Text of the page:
(j3.2006) (SC22WG5.3867) Fwd: BOUNCE sc22wg5 at open-std.org: Non-member submission from [Jeff Squyres <jsquyres at cisco.com>]

Van Snyder Van.Snyder
Wed Jan 21 14:33:53 EST 2009


The complication that Jeff explains below duplicates a small part of the
functionality of Fortran I/O statements.  Let's not duplicate it, too.
MPI is I/O.  We should get at it with I/O, not additional complications.

> >>   1) Most people seem to agree that the semantics of the buffers used
> >> for MPI non-blocking transfers and pending input/output storage
> >> affectors are essentially identical, with READ, WRITE and WAIT
> >> corresponding to MPI_Isend, MPI_IRecv and MPI_Wait (and variations).
> >>
> >> Do you agree with this and, if not, why not?
> >
> > I'm an MPI implementor; I don't know enough about Fortran to answer
> > your questions definitively, but I can state what the MPI non-blocking
> > send/receive buffer semantics are.
> >
> > There are several different flavors of non-blocking sends/receives in
> > MPI; I'll use MPI_ISEND and MPI_IRECV as token examples ("I" =
> > "immediate", meaning that the function returns "immediately",
> > potentially before the message has actually been sent or received).
> >
> > 1. When an application invokes MPI_ISEND / MPI_IRECV, it essentially
> > hands off the buffer to the MPI implementation and promises not to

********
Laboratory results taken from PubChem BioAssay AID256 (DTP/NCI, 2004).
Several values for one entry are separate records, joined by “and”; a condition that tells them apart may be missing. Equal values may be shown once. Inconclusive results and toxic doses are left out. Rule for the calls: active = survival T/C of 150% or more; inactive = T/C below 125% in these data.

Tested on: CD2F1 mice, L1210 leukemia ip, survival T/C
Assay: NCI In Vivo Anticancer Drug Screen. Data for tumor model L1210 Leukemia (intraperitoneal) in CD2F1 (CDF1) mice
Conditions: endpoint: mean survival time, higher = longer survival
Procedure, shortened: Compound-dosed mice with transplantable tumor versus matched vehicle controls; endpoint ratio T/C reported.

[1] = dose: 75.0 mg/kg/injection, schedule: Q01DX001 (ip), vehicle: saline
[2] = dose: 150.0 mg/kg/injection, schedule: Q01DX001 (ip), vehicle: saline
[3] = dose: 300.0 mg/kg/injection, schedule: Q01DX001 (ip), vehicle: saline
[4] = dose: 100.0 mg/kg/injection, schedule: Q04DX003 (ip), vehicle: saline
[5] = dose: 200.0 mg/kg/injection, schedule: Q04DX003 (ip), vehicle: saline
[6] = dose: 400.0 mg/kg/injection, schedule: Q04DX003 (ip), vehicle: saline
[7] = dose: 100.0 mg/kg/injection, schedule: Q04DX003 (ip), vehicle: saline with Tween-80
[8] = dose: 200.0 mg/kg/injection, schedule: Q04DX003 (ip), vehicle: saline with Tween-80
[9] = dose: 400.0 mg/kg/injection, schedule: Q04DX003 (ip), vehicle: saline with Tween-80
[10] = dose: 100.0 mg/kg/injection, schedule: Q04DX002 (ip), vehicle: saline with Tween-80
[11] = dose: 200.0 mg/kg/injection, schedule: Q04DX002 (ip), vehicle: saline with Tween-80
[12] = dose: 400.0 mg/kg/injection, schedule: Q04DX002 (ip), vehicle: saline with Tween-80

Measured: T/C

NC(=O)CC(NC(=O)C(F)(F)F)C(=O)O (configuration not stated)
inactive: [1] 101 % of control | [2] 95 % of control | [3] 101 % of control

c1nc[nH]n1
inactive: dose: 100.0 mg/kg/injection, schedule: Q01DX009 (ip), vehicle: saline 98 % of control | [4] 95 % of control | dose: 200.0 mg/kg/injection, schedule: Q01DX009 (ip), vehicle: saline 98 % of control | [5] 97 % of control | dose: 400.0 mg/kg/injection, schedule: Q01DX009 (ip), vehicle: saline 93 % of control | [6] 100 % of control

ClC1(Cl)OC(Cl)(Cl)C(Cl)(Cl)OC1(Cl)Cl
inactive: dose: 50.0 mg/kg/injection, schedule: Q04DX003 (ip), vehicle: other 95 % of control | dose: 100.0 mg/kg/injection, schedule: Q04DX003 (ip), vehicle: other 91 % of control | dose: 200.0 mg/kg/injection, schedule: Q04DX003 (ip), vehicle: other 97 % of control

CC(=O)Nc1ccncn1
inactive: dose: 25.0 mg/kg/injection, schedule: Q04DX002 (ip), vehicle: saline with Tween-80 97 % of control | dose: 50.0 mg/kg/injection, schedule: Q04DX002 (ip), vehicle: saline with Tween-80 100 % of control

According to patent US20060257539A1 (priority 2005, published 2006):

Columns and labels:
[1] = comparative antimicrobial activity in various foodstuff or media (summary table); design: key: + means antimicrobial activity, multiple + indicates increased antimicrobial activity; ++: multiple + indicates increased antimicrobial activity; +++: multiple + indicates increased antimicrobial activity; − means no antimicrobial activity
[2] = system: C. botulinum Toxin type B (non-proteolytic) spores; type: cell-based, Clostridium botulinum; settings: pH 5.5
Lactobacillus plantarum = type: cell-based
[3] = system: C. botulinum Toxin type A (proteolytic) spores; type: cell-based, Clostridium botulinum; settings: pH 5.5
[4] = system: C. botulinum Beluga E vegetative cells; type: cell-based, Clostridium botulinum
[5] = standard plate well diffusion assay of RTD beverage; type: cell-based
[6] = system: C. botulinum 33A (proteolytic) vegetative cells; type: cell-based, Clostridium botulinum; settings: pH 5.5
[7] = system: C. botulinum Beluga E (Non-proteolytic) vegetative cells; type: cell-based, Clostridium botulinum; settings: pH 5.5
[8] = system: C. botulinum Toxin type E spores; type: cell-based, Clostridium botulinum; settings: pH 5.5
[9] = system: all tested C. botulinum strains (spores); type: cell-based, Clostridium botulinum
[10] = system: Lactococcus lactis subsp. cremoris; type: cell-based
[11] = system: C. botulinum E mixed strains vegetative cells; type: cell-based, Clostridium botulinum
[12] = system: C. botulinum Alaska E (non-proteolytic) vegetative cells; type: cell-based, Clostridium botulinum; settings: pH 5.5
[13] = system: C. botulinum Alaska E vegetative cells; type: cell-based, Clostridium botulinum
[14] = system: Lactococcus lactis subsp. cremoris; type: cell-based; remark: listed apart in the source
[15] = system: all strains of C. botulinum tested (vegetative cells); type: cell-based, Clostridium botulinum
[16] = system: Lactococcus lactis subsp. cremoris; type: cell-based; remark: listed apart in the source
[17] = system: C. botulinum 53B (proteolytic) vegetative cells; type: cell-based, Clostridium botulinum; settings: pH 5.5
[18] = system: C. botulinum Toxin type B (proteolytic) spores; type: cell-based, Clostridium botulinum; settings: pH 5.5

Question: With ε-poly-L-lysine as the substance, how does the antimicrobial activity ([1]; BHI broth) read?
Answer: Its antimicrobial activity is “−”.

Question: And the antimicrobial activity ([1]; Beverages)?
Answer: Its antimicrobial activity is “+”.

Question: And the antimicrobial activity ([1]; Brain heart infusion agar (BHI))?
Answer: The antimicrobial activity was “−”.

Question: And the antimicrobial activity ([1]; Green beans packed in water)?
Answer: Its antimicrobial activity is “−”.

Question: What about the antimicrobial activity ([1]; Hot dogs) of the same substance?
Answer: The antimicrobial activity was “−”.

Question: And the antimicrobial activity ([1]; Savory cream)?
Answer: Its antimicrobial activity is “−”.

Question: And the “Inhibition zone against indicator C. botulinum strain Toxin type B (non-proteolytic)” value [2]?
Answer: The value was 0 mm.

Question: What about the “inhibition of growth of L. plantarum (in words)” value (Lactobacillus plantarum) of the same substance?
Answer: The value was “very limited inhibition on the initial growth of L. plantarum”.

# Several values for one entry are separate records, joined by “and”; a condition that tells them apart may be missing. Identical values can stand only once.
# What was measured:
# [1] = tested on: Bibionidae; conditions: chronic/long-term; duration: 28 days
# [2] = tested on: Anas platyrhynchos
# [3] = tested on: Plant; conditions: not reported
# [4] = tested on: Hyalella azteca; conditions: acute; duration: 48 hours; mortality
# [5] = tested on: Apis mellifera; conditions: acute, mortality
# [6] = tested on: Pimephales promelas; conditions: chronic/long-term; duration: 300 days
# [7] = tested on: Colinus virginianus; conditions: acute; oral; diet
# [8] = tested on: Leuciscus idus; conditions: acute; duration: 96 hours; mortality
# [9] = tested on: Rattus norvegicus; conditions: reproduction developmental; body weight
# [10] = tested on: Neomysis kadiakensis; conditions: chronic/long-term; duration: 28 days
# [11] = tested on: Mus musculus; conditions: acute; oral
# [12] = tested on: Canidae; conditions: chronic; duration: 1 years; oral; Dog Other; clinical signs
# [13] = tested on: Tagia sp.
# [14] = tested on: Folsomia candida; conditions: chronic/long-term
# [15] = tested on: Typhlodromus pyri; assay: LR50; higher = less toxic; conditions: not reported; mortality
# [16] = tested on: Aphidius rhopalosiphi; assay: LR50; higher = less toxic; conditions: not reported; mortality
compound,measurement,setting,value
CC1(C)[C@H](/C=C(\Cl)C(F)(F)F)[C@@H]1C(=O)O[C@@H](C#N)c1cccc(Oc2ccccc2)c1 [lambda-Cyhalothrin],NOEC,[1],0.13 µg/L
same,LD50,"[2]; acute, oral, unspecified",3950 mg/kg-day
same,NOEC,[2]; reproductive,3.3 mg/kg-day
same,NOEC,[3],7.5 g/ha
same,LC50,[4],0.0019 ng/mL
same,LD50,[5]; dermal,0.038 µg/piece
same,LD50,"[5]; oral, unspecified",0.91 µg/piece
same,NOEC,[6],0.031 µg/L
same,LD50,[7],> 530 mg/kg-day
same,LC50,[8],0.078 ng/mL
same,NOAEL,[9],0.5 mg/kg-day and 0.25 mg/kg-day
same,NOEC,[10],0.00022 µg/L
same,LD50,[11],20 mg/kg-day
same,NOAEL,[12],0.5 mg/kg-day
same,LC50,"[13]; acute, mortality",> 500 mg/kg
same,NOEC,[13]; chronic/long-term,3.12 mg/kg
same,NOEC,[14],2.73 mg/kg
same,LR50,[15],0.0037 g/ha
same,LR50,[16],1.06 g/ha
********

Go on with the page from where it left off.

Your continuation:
> > write to the buffer until later.  The MPI implementation then "owns"
> > the buffer.
> >
> > 2. A rule is just about to be passed in MPI-2.2 such that *sends*
> > (e.g., MPI_ISEND) can still *read* the buffer while the send is
> > ongoing (writing to the buffer while the send is ongoing is nonsense,
> > of course).
> >
> > 3. The buffer is specified by a triple of arguments (I'll explain in
> > terms of C because of my inexperience with Fortran):
> >
> >    - void *buffer: a pointer representing the first base of the buffer
> > (NOTE: it may not actually point to the first byte of the message!)
> >    - int count: number of datatypes in the message (see the next
> > argument)
> >    - MPI_Datatype type: the datatype of the message, implying both the
> > size and the interpretation of the bytes
> >
> > MPI has a number of intrinsic datatypes (such as MPI_INTEGER,
> > representing a single fortran INTEGER).  The intrinsic MPI datatypes
> > can be combined in several ways to represent complex data structures.
> > Hence, it is possible to build up a user-defined MPI_Datatype that
> > represents a C struct -- even if the struct has memory "holes" in it.
> > As such, MPI_Datatypes can be considered a memory map of (relative
> > offset, type) tuples, where the "relative offset" part is relative to
> > the (buffer) argument in MPI_ISEND/MPI_IRECV/etc.  MPI_INTEGER could
> > therefore be considered a single (0, N-byte integer) tuple (where N is
> > whatever is correct for your platform).
> >
> > A special buffer, denoted by MPI_BOTTOM, is an arbitrarily-fixed place
> > in memory (usually 0, but it doesn't have to be).  Since MPI_Datatypes
> > are composed of relative offsets, applications can build datatypes
> > relative to MPI_BOTTOM for [effectively] direct placement into memory.
> >
> > Some Fortran examples